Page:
Posts for tag: root canal
Root canals are one of the most feared (and misunderstood) dental procedures. Despite the fact that they have a reputation for being exceptionally traumatic and painful, the truth is that root canals are actually an important tool in eliminating pain caused by severe tooth decay and infections, and for saving a badly damaged tooth from extraction. Dr. Gregory Hysong and Dr. Lynda LePore, the dentists at Colesville Dentistry offer a range of cosmetic and general dentistry services in Silver Spring, MD.
Root Canal Therapy in Silver Spring, MD
When bacteria makes its way into the pulp tissue inside a tooth, a root canal is necessary to clean out the bacteria and remove damaged tissue to restore the tooth back to health. Once the tooth has been cleaned, the dentist will protect it with a crown. In some cases, a root canal is the only option available to save your tooth from extraction, which is actually a more painful and traumatic procedure.
Repairing a damaged or severely decayed tooth with root canal therapy is also more affordable than other restorative treatments like dental implants should the tooth need to be extracted.
When is a Root Canal Necessary?
Pain, swelling, and signs of an infection may be a sign that you will need a root canal, however, the dentist will perform a checkup and take an X-Ray to determine whether it is necessary.
If you do need a root canal, the procedure is fairly similar to getting a filling. A topical anesthetic is applied to numb the area and minimize discomfort, after which the dentist will drill a small hole to remove the bacteria and root. The tooth is then cleaned and sealed, leaving it as good as new.
Find a Dentist in Silver Spring, MD
For more information about root canal therapy, contact Colesville Dentistry by calling (301) 384-6000 to schedule an appointment with Dr. Hysong or Dr. LePore today.
Do you think you might need a root canal? Dr. Gregory Hysong and Dr. Lynda LePore, your Silver Spring, MD, dentists at Colesville Dentistry, share some signs you may need a root canal and explain how the treatment can help you.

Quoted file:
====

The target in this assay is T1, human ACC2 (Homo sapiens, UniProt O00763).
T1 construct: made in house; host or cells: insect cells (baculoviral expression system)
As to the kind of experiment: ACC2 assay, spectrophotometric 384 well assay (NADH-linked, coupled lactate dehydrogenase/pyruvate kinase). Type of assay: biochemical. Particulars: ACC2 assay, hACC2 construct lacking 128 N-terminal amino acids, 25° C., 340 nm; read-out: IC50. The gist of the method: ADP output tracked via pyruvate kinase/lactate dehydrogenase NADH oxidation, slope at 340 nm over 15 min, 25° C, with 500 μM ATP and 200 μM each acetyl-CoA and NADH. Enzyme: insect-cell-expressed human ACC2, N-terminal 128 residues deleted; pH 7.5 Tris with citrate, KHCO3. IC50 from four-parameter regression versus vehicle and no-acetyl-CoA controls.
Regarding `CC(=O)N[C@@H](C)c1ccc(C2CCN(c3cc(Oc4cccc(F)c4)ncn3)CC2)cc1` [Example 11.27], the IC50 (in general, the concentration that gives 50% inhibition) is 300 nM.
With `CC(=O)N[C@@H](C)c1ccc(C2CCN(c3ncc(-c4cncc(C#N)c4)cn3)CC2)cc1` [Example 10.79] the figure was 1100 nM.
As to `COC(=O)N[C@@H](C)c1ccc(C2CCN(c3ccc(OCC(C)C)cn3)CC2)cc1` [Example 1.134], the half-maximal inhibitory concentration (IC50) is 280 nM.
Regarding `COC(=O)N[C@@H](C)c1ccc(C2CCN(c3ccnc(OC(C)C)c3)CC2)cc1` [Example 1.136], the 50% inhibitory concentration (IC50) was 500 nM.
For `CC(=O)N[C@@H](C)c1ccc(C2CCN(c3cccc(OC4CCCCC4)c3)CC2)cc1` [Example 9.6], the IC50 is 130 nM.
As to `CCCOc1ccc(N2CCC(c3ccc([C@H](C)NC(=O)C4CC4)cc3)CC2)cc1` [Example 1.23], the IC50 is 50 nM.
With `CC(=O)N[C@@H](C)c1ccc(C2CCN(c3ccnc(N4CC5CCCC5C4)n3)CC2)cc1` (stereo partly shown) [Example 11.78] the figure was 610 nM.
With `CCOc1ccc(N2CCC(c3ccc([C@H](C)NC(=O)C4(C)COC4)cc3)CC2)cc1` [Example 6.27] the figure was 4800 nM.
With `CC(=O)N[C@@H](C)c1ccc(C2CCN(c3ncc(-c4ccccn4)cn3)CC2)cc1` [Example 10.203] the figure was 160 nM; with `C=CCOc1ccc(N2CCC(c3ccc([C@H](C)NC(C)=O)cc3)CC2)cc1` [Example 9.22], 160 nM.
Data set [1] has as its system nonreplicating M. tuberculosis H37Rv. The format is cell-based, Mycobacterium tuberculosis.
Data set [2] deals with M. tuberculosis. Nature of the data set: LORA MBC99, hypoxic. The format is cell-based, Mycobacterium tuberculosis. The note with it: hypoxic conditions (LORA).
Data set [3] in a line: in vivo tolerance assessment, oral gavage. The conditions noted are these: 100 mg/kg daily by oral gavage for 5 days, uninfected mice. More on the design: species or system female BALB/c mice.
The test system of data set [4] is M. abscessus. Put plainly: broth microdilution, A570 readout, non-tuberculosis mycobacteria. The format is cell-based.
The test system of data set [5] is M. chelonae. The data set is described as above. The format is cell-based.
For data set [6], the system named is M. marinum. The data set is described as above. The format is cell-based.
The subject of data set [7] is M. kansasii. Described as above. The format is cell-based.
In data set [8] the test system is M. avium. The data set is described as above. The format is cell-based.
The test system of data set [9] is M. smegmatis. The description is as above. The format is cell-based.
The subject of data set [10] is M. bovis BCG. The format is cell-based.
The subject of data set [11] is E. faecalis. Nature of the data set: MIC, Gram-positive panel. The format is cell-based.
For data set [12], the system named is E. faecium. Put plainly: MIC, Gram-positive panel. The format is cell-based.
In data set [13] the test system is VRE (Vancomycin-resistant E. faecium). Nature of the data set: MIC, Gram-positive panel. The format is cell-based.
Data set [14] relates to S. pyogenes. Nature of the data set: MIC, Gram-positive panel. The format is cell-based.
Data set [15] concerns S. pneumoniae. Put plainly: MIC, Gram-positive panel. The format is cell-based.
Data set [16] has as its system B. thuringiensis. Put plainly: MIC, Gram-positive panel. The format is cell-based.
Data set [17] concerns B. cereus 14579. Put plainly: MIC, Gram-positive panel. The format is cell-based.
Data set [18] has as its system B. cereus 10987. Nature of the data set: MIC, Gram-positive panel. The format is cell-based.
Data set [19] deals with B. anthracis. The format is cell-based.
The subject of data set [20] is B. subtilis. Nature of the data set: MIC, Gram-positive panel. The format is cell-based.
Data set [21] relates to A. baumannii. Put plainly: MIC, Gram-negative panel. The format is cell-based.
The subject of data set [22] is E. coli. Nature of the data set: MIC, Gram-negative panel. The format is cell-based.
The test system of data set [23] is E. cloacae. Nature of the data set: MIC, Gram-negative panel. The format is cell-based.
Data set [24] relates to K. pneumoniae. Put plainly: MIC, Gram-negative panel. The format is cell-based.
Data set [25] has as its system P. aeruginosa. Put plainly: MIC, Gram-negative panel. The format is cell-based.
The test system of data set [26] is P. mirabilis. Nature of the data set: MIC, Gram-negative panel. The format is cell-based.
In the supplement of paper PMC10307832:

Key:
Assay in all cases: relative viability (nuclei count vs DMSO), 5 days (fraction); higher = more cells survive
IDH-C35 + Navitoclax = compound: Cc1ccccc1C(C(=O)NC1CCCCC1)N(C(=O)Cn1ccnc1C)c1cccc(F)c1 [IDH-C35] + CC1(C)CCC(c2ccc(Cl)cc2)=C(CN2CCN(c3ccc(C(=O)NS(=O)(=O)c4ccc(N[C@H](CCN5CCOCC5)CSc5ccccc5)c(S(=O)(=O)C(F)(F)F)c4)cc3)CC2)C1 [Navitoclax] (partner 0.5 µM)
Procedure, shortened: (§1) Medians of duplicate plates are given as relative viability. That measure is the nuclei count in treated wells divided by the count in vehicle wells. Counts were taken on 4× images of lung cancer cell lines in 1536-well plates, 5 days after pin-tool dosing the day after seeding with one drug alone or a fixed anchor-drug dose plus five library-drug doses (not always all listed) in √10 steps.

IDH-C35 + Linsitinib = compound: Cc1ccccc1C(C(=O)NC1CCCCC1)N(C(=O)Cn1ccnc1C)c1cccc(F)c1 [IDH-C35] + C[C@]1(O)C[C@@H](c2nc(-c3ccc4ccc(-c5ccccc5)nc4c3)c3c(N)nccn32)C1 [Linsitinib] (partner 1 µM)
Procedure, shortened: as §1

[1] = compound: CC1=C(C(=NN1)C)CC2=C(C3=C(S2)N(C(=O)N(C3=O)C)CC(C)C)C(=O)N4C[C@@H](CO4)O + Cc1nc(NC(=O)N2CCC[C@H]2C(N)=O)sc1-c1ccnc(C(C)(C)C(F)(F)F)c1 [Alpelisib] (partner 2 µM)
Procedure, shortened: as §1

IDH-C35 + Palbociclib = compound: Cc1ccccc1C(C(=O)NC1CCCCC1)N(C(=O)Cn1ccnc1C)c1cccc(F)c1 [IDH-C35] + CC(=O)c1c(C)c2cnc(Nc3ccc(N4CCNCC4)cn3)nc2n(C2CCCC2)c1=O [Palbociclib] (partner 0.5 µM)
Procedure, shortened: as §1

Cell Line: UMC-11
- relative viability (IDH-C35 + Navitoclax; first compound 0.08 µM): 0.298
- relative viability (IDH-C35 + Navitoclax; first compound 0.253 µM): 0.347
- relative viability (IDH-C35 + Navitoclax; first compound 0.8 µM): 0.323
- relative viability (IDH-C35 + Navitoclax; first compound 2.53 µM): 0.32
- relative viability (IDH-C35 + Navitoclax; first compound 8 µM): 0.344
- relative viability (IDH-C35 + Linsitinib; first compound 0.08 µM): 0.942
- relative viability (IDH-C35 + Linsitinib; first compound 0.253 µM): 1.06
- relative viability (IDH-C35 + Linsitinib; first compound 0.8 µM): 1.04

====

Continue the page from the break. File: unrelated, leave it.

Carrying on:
Signs and symptoms
You may need a root canal if you experience any of these signs and symptoms:
- Severe pain in a tooth
- Pain that increases when you chew or put pressure on a tooth
- Sensitivity to hot and cold temperatures that continues even after you stop eating or drinking
- Darkening of a tooth
- Swelling gums
If your problem is caused by a dental abscess, you may also notice:
- A pimple on the gum near the tooth
- Swollen lymph nodes
Abscesses are particularly dangerous because the bacteria in the pulp can find its way into your bloodstream. If it reaches your brain or heart, it could trigger a stroke or heart attack.
What causes the problem?
Root canals are used to relieve infections and inflammation in tooth pulp. The pulp is located in the center of a tooth and contains connective tissue, nerves and blood vessels. It can become inflamed due to:
- Tooth trauma caused by an accident or blow to your face
- Severe decay
- A crack that provides a convenient pathway for bacteria to enter your tooth
- Repeated dental procedures on the tooth
What happens during a root canal?
Removing the infected or inflamed pulp not only relieves your symptoms but also saves your tooth. Your Silver Spring dentist drills into your tooth to expose the pulp, then removes it from the center of the tooth and the root canals that extend from the top of your tooth into the roots. After the pulp is removed, your dentist cleans and shapes the canals using tiny files.
They may also add small posts that will support the crown that will be added to the tooth at the completion of the procedure. At the conclusion of your first visit, you'll receive a temporary filling. When you return in about a week, the tooth will be permanently filled and sealed with a durable, rubber-like material.
Are you concerned about a painful tooth? Call Dr. Hysong and Dr. LePore, your Silver Spring, MD, dentists at Colesville Dentistry, at (301) 384-6000 to schedule an appointment.